Thiruvananthapuram: Chief Minister of Kerala Pinarayi Vijayan on Monday shot off letters to his counterparts in other states asking them to "stand together" and "oppose" the ban on sale of cattle for slaughter and urge the Prime Minister to withdraw the new regulations.
"Unless we stand together and oppose this anti-federal, anti-democratic and anti-secular move, it may mark the beginning of a series of similar measures aimed at destroying the federal democratic fabric and secular culture of our country", Vijayan said in his letter.
"I would therefore fervently appeal to you to convey your objection to the 2017 Rules under the Prevention of Cruelty to Animals Act to the Prime Minister, and to request him to withdraw the rules introduced without any consultation with the states", he said in the letter to various chief ministers.
He said that since the matters dealt within the rules squarely fall within the purview of state legislatures,the state governments should be allowed to formulate necessary policies and laws to suit the socio-cultural and economic milieu of the state.
The rules impose several restrictions on cattle trade, which would have serious repercussions on the livelihood of millions of people, especially those in the agricultural sector, in the country.
"It appears strange that the rules are promulgated under the Prevention of Cruelty to Animals Act, 1960 since they have nothing to do with the objects of the Act. Neither are the rules covered by the express delegation of legislative powers contained in the Act", he said.
Vijayan said it was nothing but a "covert attempt to usurp the powers of state legislatures" in the guise of rules under a Central Act.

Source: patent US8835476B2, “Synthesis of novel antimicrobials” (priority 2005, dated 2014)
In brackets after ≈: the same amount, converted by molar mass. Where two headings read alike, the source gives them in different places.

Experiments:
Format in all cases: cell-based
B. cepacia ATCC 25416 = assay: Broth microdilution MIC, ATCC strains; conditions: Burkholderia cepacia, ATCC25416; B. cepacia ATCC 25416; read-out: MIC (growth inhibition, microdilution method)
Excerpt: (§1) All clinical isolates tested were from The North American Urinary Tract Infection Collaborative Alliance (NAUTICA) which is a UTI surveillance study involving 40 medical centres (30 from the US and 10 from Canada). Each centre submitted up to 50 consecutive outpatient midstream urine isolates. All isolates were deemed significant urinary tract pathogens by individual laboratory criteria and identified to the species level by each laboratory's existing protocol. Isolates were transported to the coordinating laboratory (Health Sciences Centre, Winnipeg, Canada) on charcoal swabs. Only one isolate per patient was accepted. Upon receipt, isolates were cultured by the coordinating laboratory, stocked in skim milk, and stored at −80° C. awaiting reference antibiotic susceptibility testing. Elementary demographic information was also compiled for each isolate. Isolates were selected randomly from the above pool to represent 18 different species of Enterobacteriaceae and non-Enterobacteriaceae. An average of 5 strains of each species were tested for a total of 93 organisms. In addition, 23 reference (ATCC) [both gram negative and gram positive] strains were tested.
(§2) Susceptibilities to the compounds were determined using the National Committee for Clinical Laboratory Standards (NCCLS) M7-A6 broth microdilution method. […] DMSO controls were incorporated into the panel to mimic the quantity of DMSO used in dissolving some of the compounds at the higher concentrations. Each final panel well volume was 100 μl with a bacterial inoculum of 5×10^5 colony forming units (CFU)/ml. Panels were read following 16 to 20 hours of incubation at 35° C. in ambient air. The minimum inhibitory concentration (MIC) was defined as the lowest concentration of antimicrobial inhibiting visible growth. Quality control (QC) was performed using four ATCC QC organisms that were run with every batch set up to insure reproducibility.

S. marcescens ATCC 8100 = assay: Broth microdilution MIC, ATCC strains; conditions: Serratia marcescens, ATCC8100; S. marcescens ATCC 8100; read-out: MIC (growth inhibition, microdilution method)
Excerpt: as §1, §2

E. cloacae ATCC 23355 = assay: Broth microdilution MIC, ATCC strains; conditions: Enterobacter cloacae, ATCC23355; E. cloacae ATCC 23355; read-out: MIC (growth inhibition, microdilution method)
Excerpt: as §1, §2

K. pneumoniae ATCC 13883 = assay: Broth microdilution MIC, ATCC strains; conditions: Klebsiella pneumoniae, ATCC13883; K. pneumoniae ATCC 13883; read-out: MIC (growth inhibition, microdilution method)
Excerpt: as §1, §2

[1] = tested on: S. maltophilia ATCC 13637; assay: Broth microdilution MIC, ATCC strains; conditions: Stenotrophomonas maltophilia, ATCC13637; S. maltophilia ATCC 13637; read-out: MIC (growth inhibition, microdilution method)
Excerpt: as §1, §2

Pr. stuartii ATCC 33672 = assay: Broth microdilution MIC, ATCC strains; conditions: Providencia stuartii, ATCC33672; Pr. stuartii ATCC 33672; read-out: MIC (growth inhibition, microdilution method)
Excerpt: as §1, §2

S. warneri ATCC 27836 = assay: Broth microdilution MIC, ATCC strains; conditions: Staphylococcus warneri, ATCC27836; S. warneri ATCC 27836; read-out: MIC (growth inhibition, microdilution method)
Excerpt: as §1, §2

The subjects covered by the rules belong to entries 15 and 18 of the state list in the constitution, he said.
This "impermissible encroachment" into the domain of the state legislatures was a "clear violation of the spirit of federalism", which is one of the basic features of the constitution, he said.
The rules, by imposing unreasonable restriction on the fundamental right to carry on any trade or occupation under Article 19(1)(g) of the constitution, will not stand the test of constitutionality. They also violate the basic right of a person to freedom of choice regarding his food, he said.
"It is unfortunate that such a drastic measure was introduced in exercise of the rule making power, surpassing the elected representatives of the people and avoiding any public debate," he said.
"This is nothing but a negation of the democratic principle, which is indisputably accepted as forming part of the basic structure of the constitution", Vijayan said.
Apart from the constitutional and legal infirmities of the rules, the "disastrous consequences which are likely to arise if these rules are brought into force, make one shudder", he said.
It will definitely produce a chaotic situation in the rural agricultural economy in all the states, the chief minister added.
Published Date: May 30, 2017 07:46 AM | Updated Date: May 30, 2017 07:46 AM